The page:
There really are a large number of areas for error with this and other chromatographic equipment. Doing naive things like overloading a given compound can create the feared shark fins and if one isn't careful, issues of contamination can arise and you'll start seeing a compound in every sample you assay thereafter. At the end of the day, if your sample which has a known amount of let's say 100 mg, and you're only detecting 25 mg, then you method isn't very good and you have to go back to the drawing board.
But, going back to the two plants, Bauhinia purpurea and Cirsium oligophyllum, if you're going to "look" for them via HPLC, you need to define a standard compound present in them and then after, obtain a reference standard for it.
Well, if you’re looking for the wrong compound in Bauhinia purpurea, then of course it won’t be there in significant quantities!
The same goes for C. oligophyllum.
Which, interestingly enough, the lab provides no compound which was used as a reference standard. This is just very odd unless they have magic on their side.
What makes this even more interesting in the case of Cirsium oligophyllum is that the plant hasn’t been well characterized in terms of specific compounds present in it (at least not publically in the literature) so that also makes this result quite interesting.
Not only were they able to determine a principle constituent that isn’t reported in the literature, but they’ve also developed a reference standard for it and validated their method all in a rather short period of time? Surely, we must know the name of a such a powerhouse organization that can accomplish such feats in a small amount of time.
Accuracy is also questioned in this lab tested for quantification. Generally the chance of variability increases as the % concentration decreases. This is why its difficult for competitors to test a product after it has been manufactured; when the percent of the compound drops below 5%, it becomes very difficult for the lab to be able to determine an accurate result.
In the pharmaceutical industry, when the percent of ingredient is that low, generally scale up test are performed – meaning they will blend it with just one other ingredient to make a 50% blend, test that, validate it, then scale it up higher and validate that test and so forth.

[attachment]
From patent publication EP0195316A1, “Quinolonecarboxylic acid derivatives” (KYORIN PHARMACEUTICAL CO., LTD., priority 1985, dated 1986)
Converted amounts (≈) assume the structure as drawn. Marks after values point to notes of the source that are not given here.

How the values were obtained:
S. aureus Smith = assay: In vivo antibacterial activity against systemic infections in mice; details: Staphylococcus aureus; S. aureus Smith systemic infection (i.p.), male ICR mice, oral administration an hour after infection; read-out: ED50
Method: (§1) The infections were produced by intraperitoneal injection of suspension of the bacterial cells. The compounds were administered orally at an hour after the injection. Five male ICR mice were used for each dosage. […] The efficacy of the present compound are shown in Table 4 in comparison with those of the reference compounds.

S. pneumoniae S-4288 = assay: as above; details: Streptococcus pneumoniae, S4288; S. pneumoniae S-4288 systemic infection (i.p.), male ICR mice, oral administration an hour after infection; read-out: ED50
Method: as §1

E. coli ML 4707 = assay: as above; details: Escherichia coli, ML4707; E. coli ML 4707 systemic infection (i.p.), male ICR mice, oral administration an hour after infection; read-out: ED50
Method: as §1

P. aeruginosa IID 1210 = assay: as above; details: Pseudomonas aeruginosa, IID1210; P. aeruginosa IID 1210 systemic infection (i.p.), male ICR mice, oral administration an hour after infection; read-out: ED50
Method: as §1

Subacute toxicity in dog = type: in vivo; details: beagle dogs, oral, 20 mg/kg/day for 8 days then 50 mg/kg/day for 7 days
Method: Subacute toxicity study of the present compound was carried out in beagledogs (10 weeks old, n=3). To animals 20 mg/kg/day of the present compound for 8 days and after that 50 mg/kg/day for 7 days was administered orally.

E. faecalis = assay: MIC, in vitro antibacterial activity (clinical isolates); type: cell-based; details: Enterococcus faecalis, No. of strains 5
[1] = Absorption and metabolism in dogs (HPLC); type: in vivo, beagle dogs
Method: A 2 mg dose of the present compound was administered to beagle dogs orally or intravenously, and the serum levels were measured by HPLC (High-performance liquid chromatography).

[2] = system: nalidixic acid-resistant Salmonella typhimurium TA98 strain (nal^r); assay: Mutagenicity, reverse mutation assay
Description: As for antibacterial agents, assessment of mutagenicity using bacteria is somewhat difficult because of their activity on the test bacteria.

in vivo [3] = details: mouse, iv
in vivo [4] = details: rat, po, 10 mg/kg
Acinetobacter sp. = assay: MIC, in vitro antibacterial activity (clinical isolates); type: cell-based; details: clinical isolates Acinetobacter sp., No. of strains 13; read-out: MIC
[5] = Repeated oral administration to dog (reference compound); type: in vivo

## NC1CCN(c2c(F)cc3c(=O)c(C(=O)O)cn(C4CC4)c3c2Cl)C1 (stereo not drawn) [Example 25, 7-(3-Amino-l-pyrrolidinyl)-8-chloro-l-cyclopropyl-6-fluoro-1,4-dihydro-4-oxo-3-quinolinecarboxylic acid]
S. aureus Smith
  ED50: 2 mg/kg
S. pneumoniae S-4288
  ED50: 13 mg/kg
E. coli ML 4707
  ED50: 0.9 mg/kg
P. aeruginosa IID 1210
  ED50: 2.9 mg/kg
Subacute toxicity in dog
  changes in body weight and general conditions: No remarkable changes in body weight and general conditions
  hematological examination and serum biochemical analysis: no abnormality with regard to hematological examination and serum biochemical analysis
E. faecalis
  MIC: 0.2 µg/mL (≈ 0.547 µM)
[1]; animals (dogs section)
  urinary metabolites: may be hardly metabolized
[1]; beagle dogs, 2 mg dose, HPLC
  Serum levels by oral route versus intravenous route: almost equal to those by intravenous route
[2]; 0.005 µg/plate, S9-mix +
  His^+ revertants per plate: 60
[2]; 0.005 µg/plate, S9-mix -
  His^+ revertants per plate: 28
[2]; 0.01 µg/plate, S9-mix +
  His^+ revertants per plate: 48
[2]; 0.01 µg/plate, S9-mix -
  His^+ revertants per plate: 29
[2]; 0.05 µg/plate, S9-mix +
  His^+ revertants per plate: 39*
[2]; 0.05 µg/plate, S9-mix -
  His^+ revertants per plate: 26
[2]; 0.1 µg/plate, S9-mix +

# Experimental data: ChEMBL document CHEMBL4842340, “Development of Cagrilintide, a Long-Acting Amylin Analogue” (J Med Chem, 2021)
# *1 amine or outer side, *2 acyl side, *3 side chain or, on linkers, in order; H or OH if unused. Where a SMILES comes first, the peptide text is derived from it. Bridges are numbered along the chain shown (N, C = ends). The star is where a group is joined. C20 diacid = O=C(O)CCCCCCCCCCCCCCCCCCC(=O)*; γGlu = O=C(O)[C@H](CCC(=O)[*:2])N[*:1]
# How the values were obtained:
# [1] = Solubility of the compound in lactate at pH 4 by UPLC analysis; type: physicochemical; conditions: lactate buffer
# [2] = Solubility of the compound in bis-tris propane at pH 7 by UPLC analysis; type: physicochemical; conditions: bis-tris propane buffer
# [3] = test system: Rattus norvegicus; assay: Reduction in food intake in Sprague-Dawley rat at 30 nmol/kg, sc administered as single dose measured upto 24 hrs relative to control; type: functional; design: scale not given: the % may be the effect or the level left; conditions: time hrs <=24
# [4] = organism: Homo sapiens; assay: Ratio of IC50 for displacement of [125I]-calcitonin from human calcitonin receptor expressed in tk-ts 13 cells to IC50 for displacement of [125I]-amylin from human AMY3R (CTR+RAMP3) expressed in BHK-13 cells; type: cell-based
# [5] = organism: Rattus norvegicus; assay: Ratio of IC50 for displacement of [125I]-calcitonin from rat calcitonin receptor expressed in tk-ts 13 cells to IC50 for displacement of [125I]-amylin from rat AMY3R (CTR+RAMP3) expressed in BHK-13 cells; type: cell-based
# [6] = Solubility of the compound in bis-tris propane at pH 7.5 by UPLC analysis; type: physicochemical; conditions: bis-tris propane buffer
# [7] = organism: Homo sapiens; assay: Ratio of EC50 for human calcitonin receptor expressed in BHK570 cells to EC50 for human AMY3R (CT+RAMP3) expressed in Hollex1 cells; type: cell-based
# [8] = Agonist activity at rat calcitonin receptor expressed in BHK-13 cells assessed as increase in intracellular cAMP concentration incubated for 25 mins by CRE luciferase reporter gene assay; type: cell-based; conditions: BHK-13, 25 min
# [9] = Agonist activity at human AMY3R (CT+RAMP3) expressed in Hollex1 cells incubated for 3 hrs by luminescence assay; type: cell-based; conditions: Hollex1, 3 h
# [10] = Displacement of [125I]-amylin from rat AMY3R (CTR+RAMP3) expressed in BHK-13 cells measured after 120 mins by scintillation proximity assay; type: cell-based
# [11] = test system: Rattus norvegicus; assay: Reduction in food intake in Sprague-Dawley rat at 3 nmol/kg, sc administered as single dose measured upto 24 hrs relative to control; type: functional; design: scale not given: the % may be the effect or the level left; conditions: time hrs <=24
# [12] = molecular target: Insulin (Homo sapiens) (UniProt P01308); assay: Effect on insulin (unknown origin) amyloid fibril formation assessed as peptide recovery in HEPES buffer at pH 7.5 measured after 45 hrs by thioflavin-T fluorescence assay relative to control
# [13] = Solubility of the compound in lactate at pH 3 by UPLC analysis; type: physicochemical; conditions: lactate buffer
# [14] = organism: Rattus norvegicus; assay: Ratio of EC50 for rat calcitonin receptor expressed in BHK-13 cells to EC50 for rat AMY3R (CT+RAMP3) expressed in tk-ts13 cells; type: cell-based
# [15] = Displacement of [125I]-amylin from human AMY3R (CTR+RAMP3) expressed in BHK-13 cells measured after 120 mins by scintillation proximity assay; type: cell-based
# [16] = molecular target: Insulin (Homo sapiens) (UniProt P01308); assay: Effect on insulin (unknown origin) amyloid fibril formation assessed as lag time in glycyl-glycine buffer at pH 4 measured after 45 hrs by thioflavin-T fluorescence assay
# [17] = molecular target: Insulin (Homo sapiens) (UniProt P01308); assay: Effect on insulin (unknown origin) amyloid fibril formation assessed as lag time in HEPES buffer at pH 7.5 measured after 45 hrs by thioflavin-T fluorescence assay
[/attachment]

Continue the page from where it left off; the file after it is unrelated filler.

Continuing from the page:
This is the correct measure that is supposed to be taken when validating a blend for active ingredients.
Unfortunately because this is an attempt to engineer a product.. these test are not that accurate, and even the lab itself would not stand behind these results if they were presented in court.
The person posting it won't tell anyone who the supposed lab is that did the testing. Why?
If it's a fact that this testing did occur and they have the samples, what's the problem?
I don't know of any lab that won't stand behind their work and saying anything about libel (in the US anyhow) is nonsense as well, as this would be a purely factual and an objective report.
Papers are published all the time in the literature on such things, even in the lay media like Consumer Reports.
If your methods have been validated and you can replicate your work, I don’t know of anyone who wouldn’t stand behind their results.
Could it be that this is a fake lab report done by anyone with access to a computer and printer (we know how hard those are to come by)?
Or, is this a real lab assay report but the “lab” that reported these values isn’t very confident in their methods?
Or perhaps it is because the lab itself isn’t going to say what this anonymous poster is implying, i.e., the product is under-dosed with these plants when in fact, they’re not saying any such thing, merely that they aren’t able to detect the compounds in the capsules, which are being used as a reference standard.